Apple’s own programs bypass firewalls and VPNs in Big Sur
In macOS Big Sur, Apple has stopped allowing certain types of kernel extensions from third-party developers. This was expected and something Apple started to warn about in Catalina. So far, this does not apply to all kernel extensions, but only to those that have already received a counterpart in Apple’s new ‘system extension’ format. It is a safer and more stable technology for building drivers and other things that were previously run as kernel extensions.
So far, these are kernel extensions that handle antivirus, firewalls of various kinds, input devices and drivers for USB accessories. Other, less common varieties still work, such as virtual file systems. In the future, the idea is that kernel extensions will be removed altogether.
This means big changes for developers, but in some areas also for us users. This applies in particular to users of firewalls such as Little Snitch, VPN services and network limiters such as Tripmode (which only allow traffic from selected programs so that you do not waste limited data when, for example, you are connected via mobile or a 4g modem).
Apple’s own processes bypass filters
Programs like Little Snitch and Tripmode must now use what Apple calls the Network Extension API, a programming interface that provides access to most of the features that previously existed in the corresponding kernel extension. But what Apple has failed to mention to anyone is that there is a system with exceptions that means that these programs can no longer filter exactly all network connections.
You can look at the list itself in the file /System/Library/Frameworks/NetworkExtension.framework/Versions/A/Resources/Info.plist , under the key ‘ContentFilterExclusionList’. Here we find processes related to, for example, FaceTime, iMessage, iCloud, Maps and Siri.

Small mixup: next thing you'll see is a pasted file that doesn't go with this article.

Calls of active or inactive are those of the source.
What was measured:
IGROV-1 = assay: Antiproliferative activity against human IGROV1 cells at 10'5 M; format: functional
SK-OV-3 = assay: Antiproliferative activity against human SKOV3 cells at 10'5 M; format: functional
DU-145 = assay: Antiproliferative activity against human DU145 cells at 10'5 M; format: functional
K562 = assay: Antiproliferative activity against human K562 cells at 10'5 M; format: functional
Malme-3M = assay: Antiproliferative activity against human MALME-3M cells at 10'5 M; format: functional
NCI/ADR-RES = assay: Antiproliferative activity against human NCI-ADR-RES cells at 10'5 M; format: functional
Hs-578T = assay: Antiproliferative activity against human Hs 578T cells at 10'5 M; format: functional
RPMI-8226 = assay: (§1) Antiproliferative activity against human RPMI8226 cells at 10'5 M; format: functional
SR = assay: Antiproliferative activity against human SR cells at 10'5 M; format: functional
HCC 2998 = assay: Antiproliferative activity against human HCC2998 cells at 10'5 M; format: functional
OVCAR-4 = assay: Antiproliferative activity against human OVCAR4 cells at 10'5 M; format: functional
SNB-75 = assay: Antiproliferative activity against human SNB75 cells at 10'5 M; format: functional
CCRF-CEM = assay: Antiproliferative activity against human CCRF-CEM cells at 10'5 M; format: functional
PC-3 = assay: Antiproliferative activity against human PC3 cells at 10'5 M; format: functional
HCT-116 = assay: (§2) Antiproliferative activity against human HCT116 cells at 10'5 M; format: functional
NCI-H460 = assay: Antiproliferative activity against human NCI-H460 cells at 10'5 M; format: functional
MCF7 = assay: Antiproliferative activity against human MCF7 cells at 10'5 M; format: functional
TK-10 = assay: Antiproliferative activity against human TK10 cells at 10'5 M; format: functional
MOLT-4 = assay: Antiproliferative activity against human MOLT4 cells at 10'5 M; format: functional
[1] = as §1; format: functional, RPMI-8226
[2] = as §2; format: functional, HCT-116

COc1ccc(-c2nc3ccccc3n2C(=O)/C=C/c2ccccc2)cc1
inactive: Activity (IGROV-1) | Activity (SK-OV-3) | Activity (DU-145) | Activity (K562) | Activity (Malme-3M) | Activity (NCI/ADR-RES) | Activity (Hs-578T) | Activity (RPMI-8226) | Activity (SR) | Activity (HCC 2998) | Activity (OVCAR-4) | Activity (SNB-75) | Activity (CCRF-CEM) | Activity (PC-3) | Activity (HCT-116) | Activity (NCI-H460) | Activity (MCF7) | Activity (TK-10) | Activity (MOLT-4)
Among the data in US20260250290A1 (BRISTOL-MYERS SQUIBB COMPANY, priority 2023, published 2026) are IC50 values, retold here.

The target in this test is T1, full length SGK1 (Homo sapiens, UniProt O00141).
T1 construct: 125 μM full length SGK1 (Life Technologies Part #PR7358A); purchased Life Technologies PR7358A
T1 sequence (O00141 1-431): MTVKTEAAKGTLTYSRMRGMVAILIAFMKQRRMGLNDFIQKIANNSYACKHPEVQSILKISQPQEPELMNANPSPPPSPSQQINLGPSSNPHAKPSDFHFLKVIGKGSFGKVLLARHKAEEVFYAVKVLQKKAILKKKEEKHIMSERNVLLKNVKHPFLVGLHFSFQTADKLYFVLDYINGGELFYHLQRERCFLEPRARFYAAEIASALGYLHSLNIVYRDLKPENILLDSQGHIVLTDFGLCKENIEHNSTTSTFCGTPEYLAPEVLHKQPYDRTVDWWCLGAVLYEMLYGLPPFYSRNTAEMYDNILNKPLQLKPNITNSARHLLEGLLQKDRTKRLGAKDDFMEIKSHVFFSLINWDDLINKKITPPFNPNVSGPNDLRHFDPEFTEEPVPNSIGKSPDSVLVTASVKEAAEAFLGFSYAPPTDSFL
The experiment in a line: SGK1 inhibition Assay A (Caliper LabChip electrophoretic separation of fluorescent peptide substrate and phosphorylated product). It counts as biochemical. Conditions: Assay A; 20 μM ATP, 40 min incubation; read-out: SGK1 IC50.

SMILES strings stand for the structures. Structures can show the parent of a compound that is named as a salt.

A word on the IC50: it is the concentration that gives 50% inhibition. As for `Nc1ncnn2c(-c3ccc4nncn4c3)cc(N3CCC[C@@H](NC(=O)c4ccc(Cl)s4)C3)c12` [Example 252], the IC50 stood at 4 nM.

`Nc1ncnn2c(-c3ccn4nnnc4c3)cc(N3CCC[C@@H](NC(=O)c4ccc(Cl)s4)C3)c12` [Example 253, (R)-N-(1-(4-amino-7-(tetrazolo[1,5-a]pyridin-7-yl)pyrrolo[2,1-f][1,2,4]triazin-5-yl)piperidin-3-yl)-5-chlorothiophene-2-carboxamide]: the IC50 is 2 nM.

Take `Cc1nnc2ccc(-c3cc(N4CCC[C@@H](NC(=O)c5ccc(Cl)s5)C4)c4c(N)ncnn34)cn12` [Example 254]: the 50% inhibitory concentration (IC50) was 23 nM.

If you want to test this for yourself follow these steps: Install Lulu 2.0 from Patrick Wardle (you must both approve the installation of a system extension and that the program filters your Internet traffic). Then activate Block Mode in the settings. This should turn off all traffic, and it works for browsers, Mail and more. Now try opening FaceTime and calling someone – it works and can not be blocked.
David Dudok de Wit, the developer of Tripmode, writes on Medium about the discovery and the consequences it has for users. For Tripmode in particular, this means that you can no longer stop, for example, iCloud from syncing and Messages from downloading new messages, including heavy attachments such as pictures and movies. The result is that the program becomes more or less useless since its main purpose is blocking all internet except the most important when you have an expensive connection.
Objective Development, the developers of Little Snitch, also writes about the discovery – and that they take it for granted that Apple will correct it.
VPN programs can also no longer use kernel extensions in Big Sur. Several developers have already switched to the new system add-on variant. But just as for firewalls Apple’s exception also applies to VPN connections. This means that FaceTime and many other built-in processes can continue to communicate with Apple’s servers from your public IP address and not through the VPN tunnel you are connected to.